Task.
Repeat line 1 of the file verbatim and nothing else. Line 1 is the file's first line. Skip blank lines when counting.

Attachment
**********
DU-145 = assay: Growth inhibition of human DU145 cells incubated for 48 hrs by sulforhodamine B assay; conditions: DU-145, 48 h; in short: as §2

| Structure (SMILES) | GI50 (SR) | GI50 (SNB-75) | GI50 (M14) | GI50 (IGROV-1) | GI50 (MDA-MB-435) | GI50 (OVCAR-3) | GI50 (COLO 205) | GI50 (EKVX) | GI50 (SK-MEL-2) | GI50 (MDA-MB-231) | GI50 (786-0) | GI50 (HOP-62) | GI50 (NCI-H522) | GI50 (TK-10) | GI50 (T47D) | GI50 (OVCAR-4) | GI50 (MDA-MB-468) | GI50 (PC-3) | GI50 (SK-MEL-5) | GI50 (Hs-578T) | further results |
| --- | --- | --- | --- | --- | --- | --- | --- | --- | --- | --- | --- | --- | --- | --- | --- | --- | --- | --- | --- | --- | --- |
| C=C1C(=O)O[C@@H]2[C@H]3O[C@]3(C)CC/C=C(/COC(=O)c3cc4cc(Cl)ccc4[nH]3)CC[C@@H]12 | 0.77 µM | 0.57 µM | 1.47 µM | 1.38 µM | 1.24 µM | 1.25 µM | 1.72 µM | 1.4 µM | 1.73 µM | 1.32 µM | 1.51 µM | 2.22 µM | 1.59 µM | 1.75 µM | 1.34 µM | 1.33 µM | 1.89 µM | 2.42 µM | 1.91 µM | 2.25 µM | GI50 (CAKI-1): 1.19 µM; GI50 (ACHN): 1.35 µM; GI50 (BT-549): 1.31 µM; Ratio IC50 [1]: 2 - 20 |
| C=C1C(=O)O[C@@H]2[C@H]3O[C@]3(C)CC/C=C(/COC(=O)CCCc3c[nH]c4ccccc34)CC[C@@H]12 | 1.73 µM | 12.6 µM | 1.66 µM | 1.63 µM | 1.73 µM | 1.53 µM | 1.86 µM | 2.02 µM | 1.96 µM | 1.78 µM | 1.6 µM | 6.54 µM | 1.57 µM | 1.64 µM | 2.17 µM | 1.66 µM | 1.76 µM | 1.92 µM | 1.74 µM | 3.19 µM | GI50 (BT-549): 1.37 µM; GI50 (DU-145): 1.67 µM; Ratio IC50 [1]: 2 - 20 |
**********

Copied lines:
DU-145 = assay: Growth inhibition of human DU145 cells incubated for 48 hrs by sulforhodamine B assay; conditions: DU-145, 48 h; in short: as §2